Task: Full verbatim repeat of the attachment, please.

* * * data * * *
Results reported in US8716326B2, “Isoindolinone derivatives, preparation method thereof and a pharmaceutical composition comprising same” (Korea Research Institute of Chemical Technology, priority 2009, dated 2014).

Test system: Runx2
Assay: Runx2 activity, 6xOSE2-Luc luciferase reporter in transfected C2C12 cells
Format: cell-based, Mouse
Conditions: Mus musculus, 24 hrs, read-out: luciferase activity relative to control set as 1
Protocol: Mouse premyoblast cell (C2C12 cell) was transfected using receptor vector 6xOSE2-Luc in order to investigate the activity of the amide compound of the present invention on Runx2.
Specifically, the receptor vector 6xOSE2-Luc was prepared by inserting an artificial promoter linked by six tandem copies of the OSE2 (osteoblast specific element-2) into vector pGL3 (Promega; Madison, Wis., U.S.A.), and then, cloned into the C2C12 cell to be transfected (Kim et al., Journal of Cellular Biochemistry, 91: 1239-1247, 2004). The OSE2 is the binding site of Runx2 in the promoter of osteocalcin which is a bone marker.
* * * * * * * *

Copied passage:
Results reported in US8716326B2, “Isoindolinone derivatives, preparation method thereof and a pharmaceutical composition comprising same” (Korea Research Institute of Chemical Technology, priority 2009, dated 2014).

Test system: Runx2
Assay: Runx2 activity, 6xOSE2-Luc luciferase reporter in transfected C2C12 cells
Format: cell-based, Mouse
Conditions: Mus musculus, 24 hrs, read-out: luciferase activity relative to control set as 1
Protocol: Mouse premyoblast cell (C2C12 cell) was transfected using receptor vector 6xOSE2-Luc in order to investigate the activity of the amide compound of the present invention on Runx2.
Specifically, the receptor vector 6xOSE2-Luc was prepared by inserting an artificial promoter linked by six tandem copies of the OSE2 (osteoblast specific element-2) into vector pGL3 (Promega; Madison, Wis., U.S.A.), and then, cloned into the C2C12 cell to be transfected (Kim et al., Journal of Cellular Biochemistry, 91: 1239-1247, 2004). The OSE2 is the binding site of Runx2 in the promoter of osteocalcin which is a bone marker.